Could a foreign policy dispute bring down Britain’s coalition? It seems unlikely. International affairs played almost no role in the election. The Afghanistan campaign limps on without any groundswell of opinion for withdrawal. The EU is too distracted by the euro crisis to dream up any new initiatives. In none of the world’s hotspots—Iran, North Korea, Gaza—does Britain have a loud voice. And yet. In no policy area do the instincts of the two coalition parties diverge more than foreign policy (see our portrait of the Liberal Democrats p31). The Lib Dems represent the voice of the old liberal establishment: pro-EU (Nick Clegg and Chris Huhne are the truest believing Europeans ever to grace a British cabinet table), internationalist, hostile to the use of force—they would have been fiercely opposed to the Suez invasion, a defining moment for postwar British liberalism. David Cameron’s Tories, by contrast, are suspicious of the EU, and still the party of monarchy, armed forces and flag. Moreover, they supported all of Tony Blair’s wars, albeit with subsequent reservations about our uncritical friendship with the US over Iraq. It is not hard to imagine some incident—an attack on Iran perhaps?—turning such divergent instincts into full-scale coalition combat.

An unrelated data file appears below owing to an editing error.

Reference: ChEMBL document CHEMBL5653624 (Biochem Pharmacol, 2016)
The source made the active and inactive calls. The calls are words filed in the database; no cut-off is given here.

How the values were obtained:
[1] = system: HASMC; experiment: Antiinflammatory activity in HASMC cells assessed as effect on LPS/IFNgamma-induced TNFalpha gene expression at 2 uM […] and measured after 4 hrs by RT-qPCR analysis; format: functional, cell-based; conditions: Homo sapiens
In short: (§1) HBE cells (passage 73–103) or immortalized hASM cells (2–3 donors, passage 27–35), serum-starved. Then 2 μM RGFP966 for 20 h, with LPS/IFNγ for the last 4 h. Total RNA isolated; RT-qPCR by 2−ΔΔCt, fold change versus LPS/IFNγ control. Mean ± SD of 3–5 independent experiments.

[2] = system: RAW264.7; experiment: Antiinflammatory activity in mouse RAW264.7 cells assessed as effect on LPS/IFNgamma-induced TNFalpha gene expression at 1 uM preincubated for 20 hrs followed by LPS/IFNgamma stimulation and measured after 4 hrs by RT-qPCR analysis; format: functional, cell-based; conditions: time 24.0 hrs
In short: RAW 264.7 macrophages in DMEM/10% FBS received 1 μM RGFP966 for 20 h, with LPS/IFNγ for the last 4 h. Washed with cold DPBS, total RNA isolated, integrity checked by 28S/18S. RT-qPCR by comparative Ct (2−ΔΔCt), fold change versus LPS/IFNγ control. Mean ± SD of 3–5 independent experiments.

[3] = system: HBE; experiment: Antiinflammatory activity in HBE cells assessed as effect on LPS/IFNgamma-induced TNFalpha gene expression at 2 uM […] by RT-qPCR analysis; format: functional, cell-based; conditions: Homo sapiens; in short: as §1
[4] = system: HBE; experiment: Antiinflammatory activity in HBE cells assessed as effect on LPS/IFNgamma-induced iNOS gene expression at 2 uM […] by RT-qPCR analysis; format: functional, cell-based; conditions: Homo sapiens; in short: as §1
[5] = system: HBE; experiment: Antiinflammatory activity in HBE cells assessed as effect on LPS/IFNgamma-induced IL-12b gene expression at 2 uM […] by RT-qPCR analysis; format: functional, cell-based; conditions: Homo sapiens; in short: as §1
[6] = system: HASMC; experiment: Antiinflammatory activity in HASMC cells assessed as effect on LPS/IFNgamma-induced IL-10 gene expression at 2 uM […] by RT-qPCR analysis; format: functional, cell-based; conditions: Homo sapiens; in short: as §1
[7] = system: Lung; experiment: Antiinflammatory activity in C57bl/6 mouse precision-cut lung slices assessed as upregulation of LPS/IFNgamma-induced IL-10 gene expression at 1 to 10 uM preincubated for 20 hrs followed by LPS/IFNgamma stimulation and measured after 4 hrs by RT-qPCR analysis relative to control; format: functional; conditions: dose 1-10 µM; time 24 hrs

There may, however, be one thing that the two parties can agree on: after a late flourish of power projection from the Falklands in 1982 to Iraq in 2003, Britain is going to have to get used to being weaker and less ambitious in its international dealings. The combination of economic constraint and the perceived failure of Blairite interventionism will make global activism a low priority for the coalition. And David Cameron—has there ever been a British prime minister with less experience of abroad?—seems well suited to speak for a smaller, quieter country. Our timely interview (p36) with David Richards, head of the army, may reflect a bit too much nostalgia for the global-policeman role for the taste of his new political masters. But even Richards talks about Britain engaging in no solo actions larger than the Sierra Leone intervention in 1999 (5,000 troops at its height). And if he is setting out his stall for the coming vacancy for chief of defence staff, the top job in the military, the Tories will be pleased to hear his robust, almost Thatcherite, views about Britain’s defence sector.
In theory, the post-imperial Tories and the post-national Lib Dems could combine to tell a new, more modest coalition story about Britain in the world. It might require the Tories to accept a bigger role for European security alliances than they would like and the Lib Dems to meet them halfway on Trident. Still, don’t rule out a foreign policy punch up bringing down the coalition.